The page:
Piercings are popular among kids, infection is a serious risk to avoid
Piercings are more popular than ever, especially among kids and teenagers.
A lot of those kids' parents got their first piercing from a childhood friend or sibling, using nothing but an ice cube and a safety pin. A lot of those adults also ended up regretting it, and it’s a mistake they don’t want their kids to repeat. Infections are no fun.
Taking your child to a professional is a much better choice. But even then, some places are safer and cleaner than others. How do you tell the difference? What questions should parents ask?
Body art's becoming so mainstream that the American Academy of Pediatrics just issued its first ever recommendations on tattoos, piercings and body modifications.
The report focuses on advising patients to carefully consider the consequences and potential risks associated with body modifications. Those can include infections to employment prospects down the road. While it's illegal for minors to get tattooed in Oregon, OHSU pediatrician Ben Hoffman says piercings come up a lot.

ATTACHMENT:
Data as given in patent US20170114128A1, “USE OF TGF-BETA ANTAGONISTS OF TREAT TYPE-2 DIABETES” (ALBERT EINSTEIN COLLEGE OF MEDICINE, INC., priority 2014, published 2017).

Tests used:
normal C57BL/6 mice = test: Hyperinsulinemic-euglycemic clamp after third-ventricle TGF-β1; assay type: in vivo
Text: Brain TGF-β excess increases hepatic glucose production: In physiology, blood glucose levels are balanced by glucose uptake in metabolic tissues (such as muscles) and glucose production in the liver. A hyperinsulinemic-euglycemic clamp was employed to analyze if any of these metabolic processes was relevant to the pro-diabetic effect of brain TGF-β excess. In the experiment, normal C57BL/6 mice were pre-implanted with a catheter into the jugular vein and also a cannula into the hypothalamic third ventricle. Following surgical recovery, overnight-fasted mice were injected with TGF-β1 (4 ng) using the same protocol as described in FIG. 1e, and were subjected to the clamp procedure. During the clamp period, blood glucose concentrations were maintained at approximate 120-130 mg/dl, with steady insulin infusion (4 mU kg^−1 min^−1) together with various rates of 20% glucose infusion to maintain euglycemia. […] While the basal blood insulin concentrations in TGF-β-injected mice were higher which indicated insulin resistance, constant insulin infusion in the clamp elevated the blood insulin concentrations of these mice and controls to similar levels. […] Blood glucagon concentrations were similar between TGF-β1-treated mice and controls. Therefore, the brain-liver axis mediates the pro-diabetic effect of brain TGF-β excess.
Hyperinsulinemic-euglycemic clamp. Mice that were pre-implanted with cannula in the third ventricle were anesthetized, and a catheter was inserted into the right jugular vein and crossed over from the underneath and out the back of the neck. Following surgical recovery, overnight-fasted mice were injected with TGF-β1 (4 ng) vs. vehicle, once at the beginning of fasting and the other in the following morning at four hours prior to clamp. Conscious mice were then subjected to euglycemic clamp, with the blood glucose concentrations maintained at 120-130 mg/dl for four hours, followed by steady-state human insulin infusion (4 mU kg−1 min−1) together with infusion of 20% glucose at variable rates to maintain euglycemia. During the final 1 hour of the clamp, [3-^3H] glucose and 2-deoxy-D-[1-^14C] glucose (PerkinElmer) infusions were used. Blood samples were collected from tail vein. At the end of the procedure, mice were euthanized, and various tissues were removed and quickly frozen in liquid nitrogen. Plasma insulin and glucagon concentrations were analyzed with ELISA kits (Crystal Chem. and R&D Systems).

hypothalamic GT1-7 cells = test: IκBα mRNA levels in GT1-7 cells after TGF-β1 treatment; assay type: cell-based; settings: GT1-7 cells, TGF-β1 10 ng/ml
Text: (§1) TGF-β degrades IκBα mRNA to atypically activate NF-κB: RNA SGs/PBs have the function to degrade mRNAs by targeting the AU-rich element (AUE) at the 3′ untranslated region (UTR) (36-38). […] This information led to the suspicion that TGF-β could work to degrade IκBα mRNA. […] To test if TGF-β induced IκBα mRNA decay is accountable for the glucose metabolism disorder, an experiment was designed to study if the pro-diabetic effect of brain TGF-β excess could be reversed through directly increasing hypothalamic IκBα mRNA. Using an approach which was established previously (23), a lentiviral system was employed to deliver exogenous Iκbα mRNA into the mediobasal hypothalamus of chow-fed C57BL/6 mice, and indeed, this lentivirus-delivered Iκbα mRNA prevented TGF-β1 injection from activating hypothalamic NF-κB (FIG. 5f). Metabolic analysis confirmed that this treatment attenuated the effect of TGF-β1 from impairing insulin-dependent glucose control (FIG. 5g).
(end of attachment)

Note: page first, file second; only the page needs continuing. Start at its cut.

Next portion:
"It really comes down to parents doing their homework and being comfortable," he says.
Matthew Holmes has performed tens of thousands of body piercings at Black Hole Piercing and Tattoo in Northeast Portland. He says hundreds of hours of training is what sets him -- a licensed body piercing practitioner -- apart from an ear piercer at a mall kiosk or store.
"That training difference. That skill difference is going to be noticeable even when you're 'just' talking about an ear," he says. "And I put ear in quotations because to me there's no difference between a tongue or an eyebrow or an ear, you're still dealing with infection."
That brings us to sanitation.
"The needle hurts less. It can be maintained more cleanly. You actually sterilize a needle. You can't sterilize a piercing gun," Holmes said.